COVID is Back With a Vengeance


Sara Harris, Editor-in-Chief, Junior

While many regard coronavirus (COVID) as a pandemic of the past, recent numbers suggest that the relative stability seen this fall could be coming to an end. Cases, hospitalizations, and test positivity rates are all rising at a national level.
Around Thanksgiving, daily case and death data are subject to fluctuations that do not impact other variables. Consequently, it is particularly alarming to observe a substantial increase in hospitalizations and test positivity, as current data holds greater credibility. Likewise, higher test positivity rates indicate that many infections are not being reported. As a result, case numbers are severely underestimated and unappreciated by the public.
According to the New York Times, the past 14 days have yielded a national 28% rise in cases while New York State was reported to have witnessed a 49% increase, nearly double the national average. Recent reports from the CDC claim the community level of COVID in Brooklyn, the Bronx, Queens, and Staten Island is “high”, and the level in Manhattan is “medium”, based on cases and hospitalizations.
As with last winter, many scientists predict the emergence of a new “COVID-wave.” Tom Wenseleers, an evolutionary biologist at the University of Leuven in Belgium, maintains similar viewpoints.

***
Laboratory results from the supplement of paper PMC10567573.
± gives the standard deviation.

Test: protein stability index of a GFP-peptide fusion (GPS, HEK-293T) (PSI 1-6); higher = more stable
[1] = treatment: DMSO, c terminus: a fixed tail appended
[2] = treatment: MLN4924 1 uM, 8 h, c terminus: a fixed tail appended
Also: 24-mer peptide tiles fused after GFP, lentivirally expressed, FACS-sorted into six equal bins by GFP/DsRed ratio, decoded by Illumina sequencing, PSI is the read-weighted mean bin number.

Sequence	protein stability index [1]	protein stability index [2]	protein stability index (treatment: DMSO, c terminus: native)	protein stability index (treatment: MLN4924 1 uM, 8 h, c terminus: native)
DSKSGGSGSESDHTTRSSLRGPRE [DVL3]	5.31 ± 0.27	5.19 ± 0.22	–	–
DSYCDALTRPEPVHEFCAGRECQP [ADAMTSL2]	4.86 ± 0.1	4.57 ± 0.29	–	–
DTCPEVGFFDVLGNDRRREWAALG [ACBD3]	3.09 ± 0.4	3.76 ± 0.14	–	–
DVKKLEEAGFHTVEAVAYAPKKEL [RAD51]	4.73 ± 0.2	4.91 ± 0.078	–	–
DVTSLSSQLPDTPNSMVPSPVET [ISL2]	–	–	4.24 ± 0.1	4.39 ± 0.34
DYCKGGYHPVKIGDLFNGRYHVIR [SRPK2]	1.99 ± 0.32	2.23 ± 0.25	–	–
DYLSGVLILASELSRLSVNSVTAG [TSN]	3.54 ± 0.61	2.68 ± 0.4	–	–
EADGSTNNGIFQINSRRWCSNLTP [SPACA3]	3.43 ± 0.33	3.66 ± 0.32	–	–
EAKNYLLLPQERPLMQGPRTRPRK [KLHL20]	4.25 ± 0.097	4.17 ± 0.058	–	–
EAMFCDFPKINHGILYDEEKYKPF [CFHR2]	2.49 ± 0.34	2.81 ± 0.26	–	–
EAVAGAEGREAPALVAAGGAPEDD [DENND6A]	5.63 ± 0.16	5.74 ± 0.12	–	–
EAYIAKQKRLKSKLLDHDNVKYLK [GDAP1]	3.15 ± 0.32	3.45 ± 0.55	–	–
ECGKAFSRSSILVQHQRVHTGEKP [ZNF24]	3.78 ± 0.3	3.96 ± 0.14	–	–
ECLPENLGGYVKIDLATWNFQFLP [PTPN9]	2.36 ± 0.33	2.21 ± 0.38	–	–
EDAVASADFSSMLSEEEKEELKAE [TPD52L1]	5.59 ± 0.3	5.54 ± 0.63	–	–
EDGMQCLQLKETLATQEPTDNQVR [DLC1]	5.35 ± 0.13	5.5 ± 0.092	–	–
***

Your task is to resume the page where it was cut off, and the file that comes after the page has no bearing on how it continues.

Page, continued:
“I’m fairly confident that at least one of these variants or a combination of them will lead to a new infection wave,” said Wenseleers, in a Nature article published two months ago.
The Omicron subvariants that drove past waves, BA.2, BA.4, and BA.5, are receding; however, their descendants are mutating and evading previous preventative measures.
Researchers are especially noting certain sub-lineages. In the United Kingdom, BQ.1 is seeing a swift ascent. Likewise, in India, offspring of BA.2.75 variant that spurred an outbreak months ago are now outcompeting all others, said microbiologist Rajesh Karyakarte, who runs SARS-CoV-2 genetic sequencing in the state of Maharashtra.
Globally, a surge of COVID has ensued, as this pandemic has yet to cease.